Elderly: Limited pharmacokinetic data are available in elderly subjects. Following once daily repeat oral administration of Hatric 3 30 mg for 6 days in 9 elderly subjects (65-74 years), the total body clearance was approximately 33% lower compared to that in younger adults. The disposition of racemic cetirizine has been shown to be dependent on renal function rather than on age. This finding would also be applicable for Hatric 3, as Hatric 3 and cetirizine are both predominantly excreted in urine. Therefore, the Hatric 3 dose should be adjusted in accordance with renal function in elderly patients.
Renal Impairment: The apparent body clearance of Hatric 3 is correlated to the creatinine clearance. It is therefore recommended to adjust the dosing intervals of Hatric 3 based on creatinine clearance (CrCl) in patients with moderate and severe renal impairment. In anuric end-stage renal disease subjects, the total body clearance is decreased by approximately 80% when compared to normal subjects. The amount of Hatric 3 removed during a standard 4-hr hemodialysis procedure was <10%.
Hepatic Impairment: The pharmacokinetics of Hatric 3 in hepatically impaired subjects have not been tested. Patients with chronic liver diseases (hepatocellular, cholestatic and biliary cirrhosis) given 10 mg or 20 mg of the racemic compound cetirizine as a single dose had a 50% increase in t½ along with a 40% decrease in clearance compared to healthy subjects.
Other Patient Characteristics: Gender: Pharmacokinetic results for 77 patients (40 men, 37 women) were evaluated for potential effect of gender. The t½ was slightly shorter in women (7.08±1.72 hrs) than in men (8.62±1.84 hrs); however, the body weight-adjusted oral clearance in women (0.67±0.16 mL/min/kg) appears to be comparable to that in men (0.59±0.12 mL/min/kg). The same daily doses and dosing intervals are applicable for men and women with normal renal function.
Race: The effect of race on Hatric 3 has not been studied. As Hatric 3 is primarily renally excreted, and there are no important racial differences in CrCl, pharmacokinetic characteristics of Hatric 3 are not expected to be different across races. No race-related differences in the kinetics of racemic cetirizine have been observed.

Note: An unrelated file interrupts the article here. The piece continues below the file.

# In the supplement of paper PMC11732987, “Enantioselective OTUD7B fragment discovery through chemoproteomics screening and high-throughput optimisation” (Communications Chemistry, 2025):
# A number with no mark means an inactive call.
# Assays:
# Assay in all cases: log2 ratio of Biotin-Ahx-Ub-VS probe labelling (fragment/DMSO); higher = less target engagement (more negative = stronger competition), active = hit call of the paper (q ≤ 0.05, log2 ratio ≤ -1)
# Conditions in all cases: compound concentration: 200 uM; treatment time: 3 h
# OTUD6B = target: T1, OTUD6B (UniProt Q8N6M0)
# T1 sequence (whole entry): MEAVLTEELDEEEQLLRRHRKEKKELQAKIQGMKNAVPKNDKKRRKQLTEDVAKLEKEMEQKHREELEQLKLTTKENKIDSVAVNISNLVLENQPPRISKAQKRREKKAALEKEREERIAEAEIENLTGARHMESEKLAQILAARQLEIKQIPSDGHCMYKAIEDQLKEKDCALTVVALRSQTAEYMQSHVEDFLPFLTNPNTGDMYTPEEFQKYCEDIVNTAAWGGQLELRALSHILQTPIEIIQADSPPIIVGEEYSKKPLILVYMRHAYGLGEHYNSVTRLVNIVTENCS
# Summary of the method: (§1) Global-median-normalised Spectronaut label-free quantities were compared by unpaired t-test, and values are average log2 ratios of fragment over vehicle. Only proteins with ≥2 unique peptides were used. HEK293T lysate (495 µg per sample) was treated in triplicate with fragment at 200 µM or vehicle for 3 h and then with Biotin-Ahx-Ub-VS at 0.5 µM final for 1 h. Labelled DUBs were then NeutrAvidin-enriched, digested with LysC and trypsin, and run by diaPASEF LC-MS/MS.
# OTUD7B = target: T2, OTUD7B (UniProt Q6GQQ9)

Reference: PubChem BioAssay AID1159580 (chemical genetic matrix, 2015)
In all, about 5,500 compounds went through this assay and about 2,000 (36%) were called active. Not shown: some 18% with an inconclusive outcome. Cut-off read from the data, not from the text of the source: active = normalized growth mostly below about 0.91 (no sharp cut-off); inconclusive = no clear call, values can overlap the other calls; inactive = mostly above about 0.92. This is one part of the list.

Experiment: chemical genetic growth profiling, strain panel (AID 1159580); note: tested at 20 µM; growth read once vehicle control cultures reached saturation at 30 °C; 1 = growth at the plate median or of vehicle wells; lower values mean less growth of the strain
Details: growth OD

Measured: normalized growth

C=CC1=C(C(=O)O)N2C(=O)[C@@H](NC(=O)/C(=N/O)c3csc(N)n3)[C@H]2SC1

Toxicology: Nonclinical Information: Nonclinical data revealed no special hazard for humans based on conventional studies of safety pharmacology, repeated-dose toxicity, genotoxicity, carcinogenic potential, toxicity to reproduction.
Take Hatric 3 exactly as directed by your doctor. Do not take more of it, do not take it more often, and do not take it for a longer time than your doctor ordered. To do so may increase the chance of side effects.
You may take Hatric 3 with or without food.
Measure the oral solution with a marked measuring spoon, oral syringe, or medicine cup.
The dose of Hatric 3 will be different for different patients. Follow your doctor's orders or the directions on the label. The following information includes only the average doses of Hatric 3. If your dose is different, do not change it unless your doctor tells you to do so.
The amount of medicine that you take depends on the strength of the medicine. Also, the number of doses you take each day, the time allowed between doses, and the length of time you take the medicine depend on the medical problem for which you are using the medicine.
If you miss a dose of Hatric 3, take it as soon as possible. However, if it is almost time for your next dose, skip the missed dose and go back to your regular dosing schedule. Do not double doses.
Store the medicine in a closed container at room temperature, away from heat, moisture, and direct light. Keep from freezing.
Keep out of the reach of children.
Do not keep outdated medicine or medicine no longer needed.
Ask your healthcare professional how you should dispose of any medicine you do not use.
Follow the directions on your prescription label. Do not take this medicine in larger or smaller amounts or for longer than recommended.
It is very important not to give a child more than the prescribed dose of this medication. A child's body absorbs twice as much of the same dose size of Hatric 3 as an adult's body.
Taking more of this medication will not make it more effective, and may cause severe drowsiness.
You may take this medication with or without food.